It’s fair to say that ‘police’ here means ‘security forces.’ This is a touchy topic. Many people may be resistant to speaking up and out about this issue because they’re afraid but the plain fact is that in Jamaica there are far too many and frequent questionable incidents involving the security forces and civilians…the DPP doesn’t seem interested or committed to addressing this problem…or even willing to acknowledge that there is a problem. These incidents are now so frequent. Troubling. Scary for some, angering for others. Worrisome for most.
From Bob Marley’s famous line about waking up in a curfew, surrounded by police all ‘dressed in uniforms of brutality’ to Lovindeer’s comical Babylon Boops…the police (often referred to as ‘Babylon’ in Jamaica) have been a popular subject for commentary and satire in Jamaica.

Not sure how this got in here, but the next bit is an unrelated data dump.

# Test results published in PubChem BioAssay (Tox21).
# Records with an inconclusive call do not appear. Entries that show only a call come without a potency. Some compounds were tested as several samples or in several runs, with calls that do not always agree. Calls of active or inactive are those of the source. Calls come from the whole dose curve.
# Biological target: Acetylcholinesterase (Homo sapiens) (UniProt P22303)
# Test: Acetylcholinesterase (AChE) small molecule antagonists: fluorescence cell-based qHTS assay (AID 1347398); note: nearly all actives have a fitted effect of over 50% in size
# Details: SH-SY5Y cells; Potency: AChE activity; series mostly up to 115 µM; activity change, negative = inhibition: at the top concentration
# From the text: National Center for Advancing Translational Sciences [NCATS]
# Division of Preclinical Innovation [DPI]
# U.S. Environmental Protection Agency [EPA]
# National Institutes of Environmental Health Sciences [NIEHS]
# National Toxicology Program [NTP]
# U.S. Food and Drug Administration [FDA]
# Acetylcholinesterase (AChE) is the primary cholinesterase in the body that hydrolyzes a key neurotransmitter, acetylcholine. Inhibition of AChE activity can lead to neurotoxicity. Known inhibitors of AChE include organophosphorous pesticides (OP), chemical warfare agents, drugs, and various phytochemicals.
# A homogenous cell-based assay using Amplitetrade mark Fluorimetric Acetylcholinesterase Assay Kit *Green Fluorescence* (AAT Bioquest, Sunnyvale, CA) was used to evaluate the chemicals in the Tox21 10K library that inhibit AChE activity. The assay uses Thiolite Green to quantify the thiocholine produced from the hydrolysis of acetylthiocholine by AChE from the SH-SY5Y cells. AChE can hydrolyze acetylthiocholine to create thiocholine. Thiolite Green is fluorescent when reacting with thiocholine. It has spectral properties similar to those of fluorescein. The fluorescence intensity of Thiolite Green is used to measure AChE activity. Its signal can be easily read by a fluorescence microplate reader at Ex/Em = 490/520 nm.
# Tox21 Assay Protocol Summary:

On May 23, the commentary kept coming. Cucumber Juice wrote:
Those of us who are content…for too many in the JCF [Jamaica Constabulary Force] and JDF [Jamaica Defense Force] to get away with extrajudicial behaviour that often amounts to murder…we too are guilty; we are complicit in the murders of our fellow citizens. Another way of putting it: it is as if you had your finger on the trigger too.
A generous young middle class boy, who gave two less fortunate friends a ride one day. The police descended on them as they drove through an affluent community…and after the usual controversial ‘encounter’ all three were shot dead in broad daylight.